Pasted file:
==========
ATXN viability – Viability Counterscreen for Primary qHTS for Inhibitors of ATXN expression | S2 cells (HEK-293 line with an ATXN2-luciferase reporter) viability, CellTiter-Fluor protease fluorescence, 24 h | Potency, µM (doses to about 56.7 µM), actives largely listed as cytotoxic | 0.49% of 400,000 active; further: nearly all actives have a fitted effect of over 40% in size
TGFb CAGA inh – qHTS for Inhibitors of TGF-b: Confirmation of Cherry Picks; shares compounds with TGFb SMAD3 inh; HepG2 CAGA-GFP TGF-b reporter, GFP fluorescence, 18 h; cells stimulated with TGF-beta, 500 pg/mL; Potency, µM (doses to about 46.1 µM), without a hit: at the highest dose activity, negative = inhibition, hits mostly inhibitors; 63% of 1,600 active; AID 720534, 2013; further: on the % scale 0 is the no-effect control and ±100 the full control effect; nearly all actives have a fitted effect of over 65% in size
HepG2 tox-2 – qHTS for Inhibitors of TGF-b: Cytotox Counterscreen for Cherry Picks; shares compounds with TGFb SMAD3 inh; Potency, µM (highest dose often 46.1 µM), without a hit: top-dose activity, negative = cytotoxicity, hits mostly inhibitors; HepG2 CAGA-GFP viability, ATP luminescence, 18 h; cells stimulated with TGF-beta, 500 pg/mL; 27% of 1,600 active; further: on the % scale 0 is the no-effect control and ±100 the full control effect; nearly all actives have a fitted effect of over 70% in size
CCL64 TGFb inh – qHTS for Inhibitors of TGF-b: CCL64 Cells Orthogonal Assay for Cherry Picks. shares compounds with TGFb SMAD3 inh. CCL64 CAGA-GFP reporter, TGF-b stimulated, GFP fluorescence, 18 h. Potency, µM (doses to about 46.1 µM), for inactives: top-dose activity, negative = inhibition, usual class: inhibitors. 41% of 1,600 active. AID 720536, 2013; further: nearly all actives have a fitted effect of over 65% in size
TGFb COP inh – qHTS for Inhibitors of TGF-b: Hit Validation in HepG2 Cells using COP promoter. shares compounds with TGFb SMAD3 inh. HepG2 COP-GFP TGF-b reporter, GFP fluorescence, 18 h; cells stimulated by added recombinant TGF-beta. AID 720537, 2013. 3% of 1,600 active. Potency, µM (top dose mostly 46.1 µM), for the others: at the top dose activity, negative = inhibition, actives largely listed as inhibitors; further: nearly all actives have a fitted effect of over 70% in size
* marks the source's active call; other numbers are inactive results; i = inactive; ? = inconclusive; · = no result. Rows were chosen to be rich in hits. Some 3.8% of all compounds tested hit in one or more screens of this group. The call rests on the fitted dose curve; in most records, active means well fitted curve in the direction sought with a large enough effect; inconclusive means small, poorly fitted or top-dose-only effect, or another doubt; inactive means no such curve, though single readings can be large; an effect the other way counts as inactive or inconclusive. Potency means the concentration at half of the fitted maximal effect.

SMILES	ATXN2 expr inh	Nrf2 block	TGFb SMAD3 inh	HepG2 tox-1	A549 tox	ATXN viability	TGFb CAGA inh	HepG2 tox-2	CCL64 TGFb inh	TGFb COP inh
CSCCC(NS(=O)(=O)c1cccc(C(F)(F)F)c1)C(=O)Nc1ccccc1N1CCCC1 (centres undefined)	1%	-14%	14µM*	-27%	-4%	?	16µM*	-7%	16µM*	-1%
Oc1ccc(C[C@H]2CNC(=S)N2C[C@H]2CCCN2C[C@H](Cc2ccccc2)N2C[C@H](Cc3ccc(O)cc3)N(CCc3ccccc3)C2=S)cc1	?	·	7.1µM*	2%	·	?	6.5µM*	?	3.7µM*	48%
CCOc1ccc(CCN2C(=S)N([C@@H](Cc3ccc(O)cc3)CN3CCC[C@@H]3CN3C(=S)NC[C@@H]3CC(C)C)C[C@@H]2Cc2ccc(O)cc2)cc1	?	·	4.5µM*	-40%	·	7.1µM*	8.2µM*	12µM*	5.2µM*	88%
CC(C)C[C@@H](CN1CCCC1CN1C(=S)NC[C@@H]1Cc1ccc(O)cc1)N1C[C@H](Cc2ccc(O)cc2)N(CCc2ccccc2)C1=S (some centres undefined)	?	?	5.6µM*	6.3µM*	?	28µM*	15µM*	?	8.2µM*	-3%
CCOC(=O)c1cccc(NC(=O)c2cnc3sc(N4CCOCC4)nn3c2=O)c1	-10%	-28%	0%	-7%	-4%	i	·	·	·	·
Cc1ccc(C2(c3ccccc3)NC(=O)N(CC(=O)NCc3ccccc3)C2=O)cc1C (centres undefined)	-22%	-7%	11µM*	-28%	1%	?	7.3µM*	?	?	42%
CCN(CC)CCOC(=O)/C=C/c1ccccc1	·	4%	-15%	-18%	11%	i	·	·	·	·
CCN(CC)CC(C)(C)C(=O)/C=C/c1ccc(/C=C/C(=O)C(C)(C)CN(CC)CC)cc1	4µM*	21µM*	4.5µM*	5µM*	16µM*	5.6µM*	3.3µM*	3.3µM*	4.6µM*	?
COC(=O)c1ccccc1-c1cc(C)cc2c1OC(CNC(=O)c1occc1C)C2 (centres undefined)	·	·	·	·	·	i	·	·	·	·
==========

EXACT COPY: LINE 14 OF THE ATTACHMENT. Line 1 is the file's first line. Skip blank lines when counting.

CCN(CC)CCOC(=O)/C=C/c1ccccc1	·	4%	-15%	-18%	11%	i	·	·	·	·